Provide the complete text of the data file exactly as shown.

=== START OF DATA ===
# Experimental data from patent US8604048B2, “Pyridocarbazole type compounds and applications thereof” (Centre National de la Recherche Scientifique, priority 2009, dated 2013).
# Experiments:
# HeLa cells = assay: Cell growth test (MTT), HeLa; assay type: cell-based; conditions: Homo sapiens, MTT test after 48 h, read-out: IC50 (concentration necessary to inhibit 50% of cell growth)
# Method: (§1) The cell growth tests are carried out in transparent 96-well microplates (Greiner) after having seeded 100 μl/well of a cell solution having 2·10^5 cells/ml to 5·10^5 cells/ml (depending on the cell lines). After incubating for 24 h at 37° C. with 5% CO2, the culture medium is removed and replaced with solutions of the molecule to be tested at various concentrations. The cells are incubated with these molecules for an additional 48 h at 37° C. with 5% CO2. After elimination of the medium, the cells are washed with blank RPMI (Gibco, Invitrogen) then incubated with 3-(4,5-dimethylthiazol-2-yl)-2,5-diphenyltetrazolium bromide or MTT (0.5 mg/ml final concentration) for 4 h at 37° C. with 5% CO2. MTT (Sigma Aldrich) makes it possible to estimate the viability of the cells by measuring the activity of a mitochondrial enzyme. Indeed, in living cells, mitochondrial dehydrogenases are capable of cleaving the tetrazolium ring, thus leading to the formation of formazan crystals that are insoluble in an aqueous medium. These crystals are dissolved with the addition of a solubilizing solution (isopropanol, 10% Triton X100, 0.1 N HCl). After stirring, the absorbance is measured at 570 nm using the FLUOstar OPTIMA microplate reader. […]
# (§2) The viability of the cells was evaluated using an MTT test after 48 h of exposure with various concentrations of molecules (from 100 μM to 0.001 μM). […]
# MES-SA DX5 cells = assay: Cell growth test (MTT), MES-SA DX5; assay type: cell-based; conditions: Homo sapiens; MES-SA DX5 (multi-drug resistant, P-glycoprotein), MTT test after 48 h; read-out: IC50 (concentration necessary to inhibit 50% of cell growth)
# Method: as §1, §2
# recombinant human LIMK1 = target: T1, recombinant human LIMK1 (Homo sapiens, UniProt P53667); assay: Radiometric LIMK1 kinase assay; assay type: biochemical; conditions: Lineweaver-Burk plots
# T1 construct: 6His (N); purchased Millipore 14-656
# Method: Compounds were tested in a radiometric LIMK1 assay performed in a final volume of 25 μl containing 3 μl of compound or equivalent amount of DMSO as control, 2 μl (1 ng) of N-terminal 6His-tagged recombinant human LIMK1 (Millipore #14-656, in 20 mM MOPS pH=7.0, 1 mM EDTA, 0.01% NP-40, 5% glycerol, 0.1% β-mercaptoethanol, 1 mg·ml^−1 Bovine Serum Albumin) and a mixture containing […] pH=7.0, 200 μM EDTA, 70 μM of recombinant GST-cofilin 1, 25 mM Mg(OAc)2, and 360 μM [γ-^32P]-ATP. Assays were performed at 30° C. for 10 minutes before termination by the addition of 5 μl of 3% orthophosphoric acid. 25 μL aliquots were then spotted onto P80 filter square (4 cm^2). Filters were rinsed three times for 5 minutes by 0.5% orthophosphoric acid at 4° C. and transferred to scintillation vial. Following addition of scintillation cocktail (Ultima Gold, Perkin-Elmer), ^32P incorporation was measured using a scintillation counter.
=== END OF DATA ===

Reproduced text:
# Experimental data from patent US8604048B2, “Pyridocarbazole type compounds and applications thereof” (Centre National de la Recherche Scientifique, priority 2009, dated 2013).
# Experiments:
# HeLa cells = assay: Cell growth test (MTT), HeLa; assay type: cell-based; conditions: Homo sapiens, MTT test after 48 h, read-out: IC50 (concentration necessary to inhibit 50% of cell growth)
# Method: (§1) The cell growth tests are carried out in transparent 96-well microplates (Greiner) after having seeded 100 μl/well of a cell solution having 2·10^5 cells/ml to 5·10^5 cells/ml (depending on the cell lines). After incubating for 24 h at 37° C. with 5% CO2, the culture medium is removed and replaced with solutions of the molecule to be tested at various concentrations. The cells are incubated with these molecules for an additional 48 h at 37° C. with 5% CO2. After elimination of the medium, the cells are washed with blank RPMI (Gibco, Invitrogen) then incubated with 3-(4,5-dimethylthiazol-2-yl)-2,5-diphenyltetrazolium bromide or MTT (0.5 mg/ml final concentration) for 4 h at 37° C. with 5% CO2. MTT (Sigma Aldrich) makes it possible to estimate the viability of the cells by measuring the activity of a mitochondrial enzyme. Indeed, in living cells, mitochondrial dehydrogenases are capable of cleaving the tetrazolium ring, thus leading to the formation of formazan crystals that are insoluble in an aqueous medium. These crystals are dissolved with the addition of a solubilizing solution (isopropanol, 10% Triton X100, 0.1 N HCl). After stirring, the absorbance is measured at 570 nm using the FLUOstar OPTIMA microplate reader. […]
# (§2) The viability of the cells was evaluated using an MTT test after 48 h of exposure with various concentrations of molecules (from 100 μM to 0.001 μM). […]
# MES-SA DX5 cells = assay: Cell growth test (MTT), MES-SA DX5; assay type: cell-based; conditions: Homo sapiens; MES-SA DX5 (multi-drug resistant, P-glycoprotein), MTT test after 48 h; read-out: IC50 (concentration necessary to inhibit 50% of cell growth)
# Method: as §1, §2
# recombinant human LIMK1 = target: T1, recombinant human LIMK1 (Homo sapiens, UniProt P53667); assay: Radiometric LIMK1 kinase assay; assay type: biochemical; conditions: Lineweaver-Burk plots
# T1 construct: 6His (N); purchased Millipore 14-656
# Method: Compounds were tested in a radiometric LIMK1 assay performed in a final volume of 25 μl containing 3 μl of compound or equivalent amount of DMSO as control, 2 μl (1 ng) of N-terminal 6His-tagged recombinant human LIMK1 (Millipore #14-656, in 20 mM MOPS pH=7.0, 1 mM EDTA, 0.01% NP-40, 5% glycerol, 0.1% β-mercaptoethanol, 1 mg·ml^−1 Bovine Serum Albumin) and a mixture containing […] pH=7.0, 200 μM EDTA, 70 μM of recombinant GST-cofilin 1, 25 mM Mg(OAc)2, and 360 μM [γ-^32P]-ATP. Assays were performed at 30° C. for 10 minutes before termination by the addition of 5 μl of 3% orthophosphoric acid. 25 μL aliquots were then spotted onto P80 filter square (4 cm^2). Filters were rinsed three times for 5 minutes by 0.5% orthophosphoric acid at 4° C. and transferred to scintillation vial. Following addition of scintillation cocktail (Ultima Gold, Perkin-Elmer), ^32P incorporation was measured using a scintillation counter.